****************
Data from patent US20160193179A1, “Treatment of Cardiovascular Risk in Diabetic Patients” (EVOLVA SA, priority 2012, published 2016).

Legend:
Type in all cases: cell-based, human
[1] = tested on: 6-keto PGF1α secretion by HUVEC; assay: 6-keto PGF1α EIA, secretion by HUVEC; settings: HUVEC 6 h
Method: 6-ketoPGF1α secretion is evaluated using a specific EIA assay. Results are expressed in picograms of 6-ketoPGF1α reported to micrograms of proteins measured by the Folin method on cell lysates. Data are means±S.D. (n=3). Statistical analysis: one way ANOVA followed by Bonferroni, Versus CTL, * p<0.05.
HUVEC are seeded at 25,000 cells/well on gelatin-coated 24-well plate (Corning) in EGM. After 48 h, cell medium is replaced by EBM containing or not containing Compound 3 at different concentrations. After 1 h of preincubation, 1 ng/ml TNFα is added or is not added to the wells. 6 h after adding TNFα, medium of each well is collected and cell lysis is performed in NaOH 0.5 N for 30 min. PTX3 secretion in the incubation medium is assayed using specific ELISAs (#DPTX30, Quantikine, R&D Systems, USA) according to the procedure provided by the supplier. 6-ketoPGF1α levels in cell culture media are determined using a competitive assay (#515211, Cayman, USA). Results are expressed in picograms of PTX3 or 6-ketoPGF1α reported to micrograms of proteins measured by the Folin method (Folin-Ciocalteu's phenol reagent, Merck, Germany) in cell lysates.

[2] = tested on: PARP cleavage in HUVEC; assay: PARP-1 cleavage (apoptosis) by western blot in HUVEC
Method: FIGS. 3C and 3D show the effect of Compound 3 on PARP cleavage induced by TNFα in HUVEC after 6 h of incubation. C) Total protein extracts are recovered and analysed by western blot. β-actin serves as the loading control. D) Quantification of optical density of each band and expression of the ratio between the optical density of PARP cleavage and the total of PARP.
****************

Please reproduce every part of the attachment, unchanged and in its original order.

Data from patent US20160193179A1, “Treatment of Cardiovascular Risk in Diabetic Patients” (EVOLVA SA, priority 2012, published 2016).

Legend:
Type in all cases: cell-based, human
[1] = tested on: 6-keto PGF1α secretion by HUVEC; assay: 6-keto PGF1α EIA, secretion by HUVEC; settings: HUVEC 6 h
Method: 6-ketoPGF1α secretion is evaluated using a specific EIA assay. Results are expressed in picograms of 6-ketoPGF1α reported to micrograms of proteins measured by the Folin method on cell lysates. Data are means±S.D. (n=3). Statistical analysis: one way ANOVA followed by Bonferroni, Versus CTL, * p<0.05.
HUVEC are seeded at 25,000 cells/well on gelatin-coated 24-well plate (Corning) in EGM. After 48 h, cell medium is replaced by EBM containing or not containing Compound 3 at different concentrations. After 1 h of preincubation, 1 ng/ml TNFα is added or is not added to the wells. 6 h after adding TNFα, medium of each well is collected and cell lysis is performed in NaOH 0.5 N for 30 min. PTX3 secretion in the incubation medium is assayed using specific ELISAs (#DPTX30, Quantikine, R&D Systems, USA) according to the procedure provided by the supplier. 6-ketoPGF1α levels in cell culture media are determined using a competitive assay (#515211, Cayman, USA). Results are expressed in picograms of PTX3 or 6-ketoPGF1α reported to micrograms of proteins measured by the Folin method (Folin-Ciocalteu's phenol reagent, Merck, Germany) in cell lysates.

[2] = tested on: PARP cleavage in HUVEC; assay: PARP-1 cleavage (apoptosis) by western blot in HUVEC
Method: FIGS. 3C and 3D show the effect of Compound 3 on PARP cleavage induced by TNFα in HUVEC after 6 h of incubation. C) Total protein extracts are recovered and analysed by western blot. β-actin serves as the loading control. D) Quantification of optical density of each band and expression of the ratio between the optical density of PARP cleavage and the total of PARP.